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Today,i was searching about abstraction and i got this example....how this program implements the concept of abstraction and please also elaborate what is abstraction in c++

 #include <iostream>
using namespace std;

class Adder{
      // constructor
      Adder(int i = 0)
    total = i;
  // interface to outside world
  void addNum(int number)
      total += number;
  // interface to outside world
  int getTotal()
      return total;
  // hidden data from outside world
  int total;
int main( )
Adder a;


cout << "Total " << a.getTotal() <<endl;
return 0;
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marked as duplicate by Lightness Races in Orbit, Shai, Bo Persson, dreamlax, us2012 Feb 18 '13 at 1:48

This question has been asked before and already has an answer. If those answers do not fully address your question, please ask a new question.

You found a program that claimed to implement the "concept of abstraction" and that didn't say anything about it? Where did you find it? How do you know it does implement the "concept of abstraction" if that was not mentioned in the first place? –  Andy Prowl Feb 17 '13 at 14:48
here is the source [link]tutorialspoint.com/cplusplus/cpp_data_abstraction.htm[link] –  Vik Jamwal Feb 17 '13 at 14:49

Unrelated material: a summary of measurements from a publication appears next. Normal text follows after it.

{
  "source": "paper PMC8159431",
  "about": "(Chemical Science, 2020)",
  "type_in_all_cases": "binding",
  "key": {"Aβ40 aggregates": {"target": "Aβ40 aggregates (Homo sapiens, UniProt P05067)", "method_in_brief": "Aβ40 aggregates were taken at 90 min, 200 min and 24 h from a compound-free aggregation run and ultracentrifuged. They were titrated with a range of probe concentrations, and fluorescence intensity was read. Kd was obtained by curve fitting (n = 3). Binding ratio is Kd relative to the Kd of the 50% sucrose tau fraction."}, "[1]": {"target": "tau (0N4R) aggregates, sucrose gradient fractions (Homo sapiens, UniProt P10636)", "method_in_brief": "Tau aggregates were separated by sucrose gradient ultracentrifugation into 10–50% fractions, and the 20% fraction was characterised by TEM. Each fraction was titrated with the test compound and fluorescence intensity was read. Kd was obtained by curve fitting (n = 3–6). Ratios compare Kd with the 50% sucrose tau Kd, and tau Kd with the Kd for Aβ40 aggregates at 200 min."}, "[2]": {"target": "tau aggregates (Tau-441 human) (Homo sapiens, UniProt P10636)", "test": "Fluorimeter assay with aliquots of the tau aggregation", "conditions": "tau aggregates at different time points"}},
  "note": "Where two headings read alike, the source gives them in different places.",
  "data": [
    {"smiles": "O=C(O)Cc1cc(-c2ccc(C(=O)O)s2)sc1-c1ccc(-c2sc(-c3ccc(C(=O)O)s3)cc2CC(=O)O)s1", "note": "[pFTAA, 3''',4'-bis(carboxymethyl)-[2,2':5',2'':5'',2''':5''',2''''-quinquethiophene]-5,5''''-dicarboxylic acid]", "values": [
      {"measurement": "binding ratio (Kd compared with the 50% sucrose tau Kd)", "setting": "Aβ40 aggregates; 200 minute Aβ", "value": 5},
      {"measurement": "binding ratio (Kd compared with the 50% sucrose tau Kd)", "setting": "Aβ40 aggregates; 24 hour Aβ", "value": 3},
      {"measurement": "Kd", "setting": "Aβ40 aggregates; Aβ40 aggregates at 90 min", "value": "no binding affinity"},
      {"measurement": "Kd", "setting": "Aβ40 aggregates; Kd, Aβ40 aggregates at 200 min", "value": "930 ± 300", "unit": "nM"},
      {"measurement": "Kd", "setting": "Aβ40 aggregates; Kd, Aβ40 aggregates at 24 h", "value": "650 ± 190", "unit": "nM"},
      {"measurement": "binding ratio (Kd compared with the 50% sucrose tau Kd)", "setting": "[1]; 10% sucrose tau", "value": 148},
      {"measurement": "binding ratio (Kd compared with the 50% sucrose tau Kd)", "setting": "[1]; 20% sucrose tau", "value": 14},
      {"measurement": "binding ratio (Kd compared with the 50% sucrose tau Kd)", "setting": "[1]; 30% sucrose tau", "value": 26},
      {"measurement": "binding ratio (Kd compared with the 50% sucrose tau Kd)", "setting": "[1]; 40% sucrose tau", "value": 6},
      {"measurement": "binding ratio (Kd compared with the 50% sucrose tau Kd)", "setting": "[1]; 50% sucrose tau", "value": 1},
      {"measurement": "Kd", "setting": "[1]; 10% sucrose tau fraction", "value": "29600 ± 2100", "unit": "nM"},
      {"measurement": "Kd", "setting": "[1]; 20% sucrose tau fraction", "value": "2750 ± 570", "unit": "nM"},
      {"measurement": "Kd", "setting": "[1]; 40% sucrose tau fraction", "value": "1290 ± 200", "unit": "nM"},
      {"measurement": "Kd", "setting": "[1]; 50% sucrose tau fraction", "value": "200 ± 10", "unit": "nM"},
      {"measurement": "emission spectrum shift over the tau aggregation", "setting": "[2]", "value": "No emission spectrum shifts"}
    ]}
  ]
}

It looks like there's a whole section of text before the example. What information do you miss or not understand? –  Andy Prowl Feb 17 '13 at 14:50
i am not able to differentiate between data abstraction and data encapsulation ,both are looking same. –  Vik Jamwal Feb 17 '13 at 14:52
@vikJ: There's nothing relating the two. Read the material again. –  Lightness Races in Orbit Feb 17 '13 at 14:53

3 Answers 3

It should be called data abstraction, which is the key source of OOP(not limited to C++).

Quoted from wikipedia:

Data abstraction enforces a clear separation between the abstract properties of a data type and the concrete details of its implementation.

In your example, Adder is a data abstraction of an adder, which has two interfaces: addNum and getTotal. This abstraction hides(or encapsulates) the private data(total in this case), only expose its kernel behavior: adding a number and returning the current sum.

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ok....i got it noww.....thanks :) –  Vik Jamwal Feb 17 '13 at 15:07

You are accessing the public methods for doing your tasks without knowing how the private members are affected. this is nothing but abstraction .

You are moving your hand without knowing how your mind instruct it to move.

Data Abstraction : Hiding unnecessary details . in your case you hide how the total is calculated. you just call the function and your task is done.

Data Encapsulation: Binding data with object. In your case you binded the total with object a. so it's not accessible without a permission.

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Think of the constructor and function prototypes only:

class Adder {
  Adder(int i);
  void AddNum(int num);
  int getTotal();

The implementation is hidden, abstracted away, and only the prototypes remain.

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